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What lenses do you have? If just the kit lens it's going to be next to impossible to verify if your camera is front-focusing. This is because it's not "fast" by design. In other words, its aperture doesn't open enough to permit shallow depth of field. This is required to prove beyond a reasonable doubt that your camera has focus issues. Make sense?
12-27-2010, 07:00 AM   #10
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interesting, while shooting in "moving objects" mode the k-r uses 1/180 shutter speed, in auto always 1/30 or 1/40...
I took a few test pictures and showed them a friend of mine who's been a passionate photographer for years.
After looking @ the photos and playing around with the camera itself she told me that my camera defenetly has focus issues.

After setting custom autofocus fine adjustments to -10 results seem to be ok with a chance of ~80% - 90%.. decreasing with focal length...
Meaning wide angle shots are still not that great..

I will give it a try and send in the camera to a service point in germany...

To be honest I'm pretty dissappointed, imho it's just very impudent to send a camera with this configuration to an customer.

Thank' for your help anyways!

@krebsy97: Sry but I really dont understand why I shouldn't be able to tell if my camera has front focus(maybe I confuse this term with "it's not focusing where I want it to)
Even if depth of field is not that great with f3.5 in comparison to f1.4(for instance) but after looking @ the photos on an high resolution monitor you can tell the difference very well between the area in focus and the rest.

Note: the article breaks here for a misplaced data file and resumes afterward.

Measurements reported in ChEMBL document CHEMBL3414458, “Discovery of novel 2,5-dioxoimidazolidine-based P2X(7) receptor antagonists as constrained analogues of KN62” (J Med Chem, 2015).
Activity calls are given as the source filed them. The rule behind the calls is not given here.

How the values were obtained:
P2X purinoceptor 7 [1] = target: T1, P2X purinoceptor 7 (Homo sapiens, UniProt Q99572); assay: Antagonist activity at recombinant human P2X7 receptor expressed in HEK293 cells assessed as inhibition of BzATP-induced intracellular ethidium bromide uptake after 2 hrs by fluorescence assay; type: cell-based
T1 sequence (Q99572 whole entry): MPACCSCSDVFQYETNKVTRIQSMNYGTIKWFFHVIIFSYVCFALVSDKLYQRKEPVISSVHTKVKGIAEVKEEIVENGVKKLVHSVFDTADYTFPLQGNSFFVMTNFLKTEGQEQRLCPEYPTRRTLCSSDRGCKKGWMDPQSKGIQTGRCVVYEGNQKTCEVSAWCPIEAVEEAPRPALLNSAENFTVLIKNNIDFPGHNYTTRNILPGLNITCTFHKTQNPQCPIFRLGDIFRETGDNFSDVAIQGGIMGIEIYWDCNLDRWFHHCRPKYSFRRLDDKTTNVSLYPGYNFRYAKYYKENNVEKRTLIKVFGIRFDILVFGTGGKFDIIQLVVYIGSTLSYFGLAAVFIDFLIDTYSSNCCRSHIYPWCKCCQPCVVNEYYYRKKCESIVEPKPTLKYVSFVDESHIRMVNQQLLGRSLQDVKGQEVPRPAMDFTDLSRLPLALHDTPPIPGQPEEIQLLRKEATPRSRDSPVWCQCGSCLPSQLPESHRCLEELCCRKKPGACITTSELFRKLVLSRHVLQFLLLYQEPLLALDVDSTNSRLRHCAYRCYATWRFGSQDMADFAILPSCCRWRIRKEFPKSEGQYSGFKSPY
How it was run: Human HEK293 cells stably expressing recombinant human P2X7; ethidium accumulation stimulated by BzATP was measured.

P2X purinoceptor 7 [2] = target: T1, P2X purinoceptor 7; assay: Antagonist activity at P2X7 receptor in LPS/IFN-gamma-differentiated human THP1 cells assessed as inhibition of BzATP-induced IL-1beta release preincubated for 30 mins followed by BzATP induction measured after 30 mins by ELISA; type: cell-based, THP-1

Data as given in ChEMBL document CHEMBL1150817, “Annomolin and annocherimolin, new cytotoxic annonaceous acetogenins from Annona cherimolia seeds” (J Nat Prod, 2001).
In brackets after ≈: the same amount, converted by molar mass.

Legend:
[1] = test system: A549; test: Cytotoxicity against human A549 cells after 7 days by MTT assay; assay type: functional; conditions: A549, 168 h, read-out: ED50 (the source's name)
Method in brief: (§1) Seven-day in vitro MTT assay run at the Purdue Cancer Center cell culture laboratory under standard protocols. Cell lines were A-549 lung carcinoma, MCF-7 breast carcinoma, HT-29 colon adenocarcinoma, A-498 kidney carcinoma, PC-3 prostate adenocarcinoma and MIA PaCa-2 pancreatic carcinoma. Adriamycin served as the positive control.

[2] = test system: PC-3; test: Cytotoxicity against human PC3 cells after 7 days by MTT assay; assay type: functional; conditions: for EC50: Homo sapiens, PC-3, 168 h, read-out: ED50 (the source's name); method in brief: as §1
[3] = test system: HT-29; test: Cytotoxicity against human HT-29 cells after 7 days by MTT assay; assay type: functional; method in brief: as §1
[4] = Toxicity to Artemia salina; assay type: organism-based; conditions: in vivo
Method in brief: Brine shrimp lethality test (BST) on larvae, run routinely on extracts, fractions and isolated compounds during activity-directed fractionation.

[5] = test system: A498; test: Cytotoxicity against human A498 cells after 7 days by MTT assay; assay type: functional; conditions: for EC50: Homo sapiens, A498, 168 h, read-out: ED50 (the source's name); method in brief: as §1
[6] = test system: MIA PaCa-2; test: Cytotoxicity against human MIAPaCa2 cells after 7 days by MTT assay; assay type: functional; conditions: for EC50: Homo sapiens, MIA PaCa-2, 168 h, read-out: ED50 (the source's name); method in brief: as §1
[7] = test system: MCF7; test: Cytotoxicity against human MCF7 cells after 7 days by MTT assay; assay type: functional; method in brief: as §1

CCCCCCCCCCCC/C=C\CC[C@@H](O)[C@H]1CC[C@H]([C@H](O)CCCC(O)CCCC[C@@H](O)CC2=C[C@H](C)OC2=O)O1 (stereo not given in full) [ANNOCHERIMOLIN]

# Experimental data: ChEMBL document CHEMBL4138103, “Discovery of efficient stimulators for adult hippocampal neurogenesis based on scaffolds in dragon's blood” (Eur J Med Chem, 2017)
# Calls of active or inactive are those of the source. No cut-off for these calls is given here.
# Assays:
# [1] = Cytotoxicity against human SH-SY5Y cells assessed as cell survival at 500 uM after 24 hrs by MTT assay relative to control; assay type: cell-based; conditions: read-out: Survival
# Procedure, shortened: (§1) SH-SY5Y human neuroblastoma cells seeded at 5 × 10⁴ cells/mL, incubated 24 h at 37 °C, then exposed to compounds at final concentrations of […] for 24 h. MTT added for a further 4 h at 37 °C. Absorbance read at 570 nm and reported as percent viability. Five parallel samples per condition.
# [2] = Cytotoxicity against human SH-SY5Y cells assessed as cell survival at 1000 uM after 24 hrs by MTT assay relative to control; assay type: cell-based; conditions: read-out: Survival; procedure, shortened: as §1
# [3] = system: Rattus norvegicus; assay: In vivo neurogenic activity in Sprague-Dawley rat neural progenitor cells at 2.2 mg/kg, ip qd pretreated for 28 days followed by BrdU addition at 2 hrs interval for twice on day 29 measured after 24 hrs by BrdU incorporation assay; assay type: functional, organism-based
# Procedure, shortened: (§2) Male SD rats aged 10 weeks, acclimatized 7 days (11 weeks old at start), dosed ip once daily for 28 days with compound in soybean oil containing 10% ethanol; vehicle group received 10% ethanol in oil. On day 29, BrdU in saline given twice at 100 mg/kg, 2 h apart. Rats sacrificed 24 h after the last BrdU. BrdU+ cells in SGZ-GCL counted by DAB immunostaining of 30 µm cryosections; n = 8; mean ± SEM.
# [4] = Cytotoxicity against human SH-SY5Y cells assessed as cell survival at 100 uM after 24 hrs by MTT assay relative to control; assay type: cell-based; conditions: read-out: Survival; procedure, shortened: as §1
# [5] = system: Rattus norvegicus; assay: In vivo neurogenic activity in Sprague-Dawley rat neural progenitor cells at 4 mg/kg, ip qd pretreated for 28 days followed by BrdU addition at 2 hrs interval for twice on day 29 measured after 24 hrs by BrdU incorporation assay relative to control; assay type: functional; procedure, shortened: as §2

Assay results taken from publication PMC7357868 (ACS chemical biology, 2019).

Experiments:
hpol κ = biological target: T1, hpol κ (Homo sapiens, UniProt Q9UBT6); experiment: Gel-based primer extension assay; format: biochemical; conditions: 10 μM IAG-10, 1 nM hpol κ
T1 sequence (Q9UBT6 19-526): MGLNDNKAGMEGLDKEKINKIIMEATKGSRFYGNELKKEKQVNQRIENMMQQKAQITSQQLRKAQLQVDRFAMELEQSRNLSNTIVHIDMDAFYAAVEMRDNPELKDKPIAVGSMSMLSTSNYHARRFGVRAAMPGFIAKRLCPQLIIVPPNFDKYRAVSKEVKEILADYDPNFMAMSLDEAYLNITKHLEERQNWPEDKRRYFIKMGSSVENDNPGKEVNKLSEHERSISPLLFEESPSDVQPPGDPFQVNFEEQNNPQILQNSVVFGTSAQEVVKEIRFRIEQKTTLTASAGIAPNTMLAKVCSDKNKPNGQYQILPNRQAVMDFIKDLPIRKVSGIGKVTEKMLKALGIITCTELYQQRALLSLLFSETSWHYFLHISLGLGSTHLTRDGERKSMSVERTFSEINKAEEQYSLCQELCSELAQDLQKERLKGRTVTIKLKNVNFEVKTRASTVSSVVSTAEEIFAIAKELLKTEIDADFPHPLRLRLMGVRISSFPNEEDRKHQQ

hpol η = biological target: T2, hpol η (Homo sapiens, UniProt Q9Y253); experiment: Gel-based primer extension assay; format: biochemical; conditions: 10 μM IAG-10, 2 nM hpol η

If you had looked @ my example Image closely you would have seen that the area i focused on is just NOT IN FOCUS while objects nearer to the camera get sharper and sharper...
12-27-2010, 04:55 PM   #11
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Isn't the depth of field with any lens that is wide open, basically the same - little or nothing? Meaning that the DOF on a f:4.5 lens, wide open, focused at 12 feet the focus point would be 12 feet, with little or no DOF, just as an f:1.4 lens, wide open, focused at 12 feet have the focus point at 12 feet and the DOF little or none? I guess what I am getting at is that as long as you do your focus testing at wide open, that would be the most critical focus and the maximum aperture of the lens wouldn't enter in.

In the included shot, I believe it is at 1,024 resolution, and can't tell if it was shot that way, or shot at the maximum resolution the camera can muster. Might be you had to reduce the resolution to add it to the post. I can't tell from the EXIF available whether the lens was wide open or stopped down, etc. You might set up a more graduated test to try to determine if the focus is acceptable and view it in a maximum resolution setting.
12-28-2010, 03:18 AM   #12
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the photo was automatically reduced in resolution when i added it.

As I mentioned above the aperture was @ f3.5

Do you mean with "most critical focus" that it's a good or a bad Idea to test the focus on wider angles?

Tomorrow I will link a few test shots with 1/180s and f3.5 @ wide angle in full resolution.
12-28-2010, 05:31 AM   #13
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QuoteOriginally posted by hallenti Quote
Isn't the depth of field with any lens that is wide open, basically the same - little or nothing?
...
For the same focal length DOF is narrower with physically larger apertures (smaller f numbers). There is quite a bit of difference between, say 1.4 and 3.5. Also, longer focal length and smaller distance to subject decrease DOF.
12-28-2010, 04:15 PM   #14
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It is better to judge the lens wide open as that is where the most critical focus would be. With the aperture shopped down (a higher number) you will have greater depth of field and thus the focus won't be as critical. So, wide-open should show a shallower area of focus than stopped down.